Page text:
How did you get your first real break in business? For Gerald Chertavian, his sister-in-law recommended him to her former boss at a major Wall Street bank; he quickly landed a job, which led to a successful professional career. But those same opportunities elude many young people – a disparity Chertavian hopes to correct with the nonprofit job training organization he founded and leads, Year Up. “Eighty percent of job interviews are gotten through some sort of personal referral or recommendation,” says Chertavian. “If you’re not in that group, you’re competing for 20% of the jobs, not 100%. So a lack of business or social networks is a huge barrier that we address in Year Up by connecting students to mentors, guest speakers, and preparing them in their internships so they walk out of there with 20 people they can go to for advice.”
Chertavian, author of the recent New York Times bestseller A Year Up: How a Pioneering Program Teaches Young Adults Real Skills for Real Jobs -With Real Success, says the first challenge is shifting public perceptions. “The population of young adults we serve is looked at as economic liabilities, rather than economic assets, and that’s categorically not true. They are assets, and if you had an asset, you’d think about investing in, and taking care of, that asset.”
Year Up, which trains at-risk young adults for several months before placing them in skilled internships with top companies, starts with a focus on what Chertavian calls the “ABCs” – “attitudinal, behavioral, and communication skills.” Assuming you have basic academic skills, he says, “you can learn what you want to learn through hard work. And a good employer will teach you what you want to learn as long as you show the right attitude and behaviors. They’re looking for reliability, work ethic, a positive attitude, adaptability, and a willingness to learn. When we think about the workplace, people think about hard skills being dominant, but they’re not. The employer realizes knowledge will shift quickly, and there’s a half-life to knowledge in this world.”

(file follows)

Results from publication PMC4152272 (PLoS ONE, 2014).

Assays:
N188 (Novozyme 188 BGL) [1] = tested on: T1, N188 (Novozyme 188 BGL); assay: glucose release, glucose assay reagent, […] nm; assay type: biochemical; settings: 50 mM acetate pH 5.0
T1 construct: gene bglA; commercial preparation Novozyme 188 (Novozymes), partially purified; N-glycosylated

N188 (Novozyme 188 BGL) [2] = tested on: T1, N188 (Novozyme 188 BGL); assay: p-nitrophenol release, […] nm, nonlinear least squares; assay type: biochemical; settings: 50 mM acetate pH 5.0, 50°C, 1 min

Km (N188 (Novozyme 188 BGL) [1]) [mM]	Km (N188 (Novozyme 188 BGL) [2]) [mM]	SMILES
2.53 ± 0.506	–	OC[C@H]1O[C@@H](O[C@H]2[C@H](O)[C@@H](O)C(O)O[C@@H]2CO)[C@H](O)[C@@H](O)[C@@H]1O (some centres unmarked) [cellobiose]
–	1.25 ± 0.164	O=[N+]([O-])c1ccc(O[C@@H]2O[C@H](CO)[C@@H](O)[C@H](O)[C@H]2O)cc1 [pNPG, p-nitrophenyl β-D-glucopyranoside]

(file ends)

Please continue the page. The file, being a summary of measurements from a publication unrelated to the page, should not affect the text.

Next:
Chertavian argues that Year Up participants, many of whom are economically disadvantaged minorities, bring several benefits to the workforce. First, he says, their understanding of cultural diversity will be useful as the American population becomes more heterogeneous. “If you’re only dealing with the majority, you’re not going to be a relevant leader in this country,” he says. “We’re at a real cusp point where you can still get away with it now, but it’s going to come true in our lifetimes. The best thing we can do is prepare people to lead in a much more diverse environment and see that as one of our national assets and one of the things that makes America strong.”
Second, Year Up participants – who may have experienced a variety of personal difficulties – often have a different mindset than their job-hopping peers. “We think our young adults bring resiliency and loyalty,” says Chertavian. “We deal with millennial-age young people, but they’re not millennial attitudinally. They’re hungry, motivated, and very hard-working.”
Finally, says Chertavian, “we believe in a strengths-based model: within every adversity are the seeds of something more positive than the original adversity itself, and someone who may have gone through a challenge in their life may be more robust.” Year Up participants have a hard-fought maturity: “They know what it’s like to have nothing.” Their perspective, he says, is “I know there’s a chance of layoffs on Wall Street, but I’ve been on the street homeless. Now I have skills, knowledge, a network, connections. The job is not how I find my security; it’s internal.”
So how can employers get involved in helping to open up access for disadvantaged young people? One possibility, of course, is to become a Year Up partner, as companies like Google and Bank of America have done. But there are also a variety of other possibilities, such as allowing students to shadow you at work, offering summer internships, or even speaking to a school about what your career is like. “For an affluent person, they’ve gotten that information from a fire hose every day of their lives for 20 years,” he says, but many poorer students aren’t aware of the vast array of career opportunities. Finally, embracing mentoring – which is what sparked Chertavian’s own interest in youth development work – is a great start. “Everyone can touch one person,” he says.
What is your company doing to close the opportunity divide?
This post originally appeared on the Forbes website on November 19, 2012.
Dorie Clark is CEO of Clark Strategic Communications and the author of Reinventing You: Define Your Brand, Imagine Your Future (Harvard Business Review Press). She is a strategy consultant who has worked with clients including Google, Yale University, and the Ford Foundation. Listen to her podcasts or follow her on Twitter.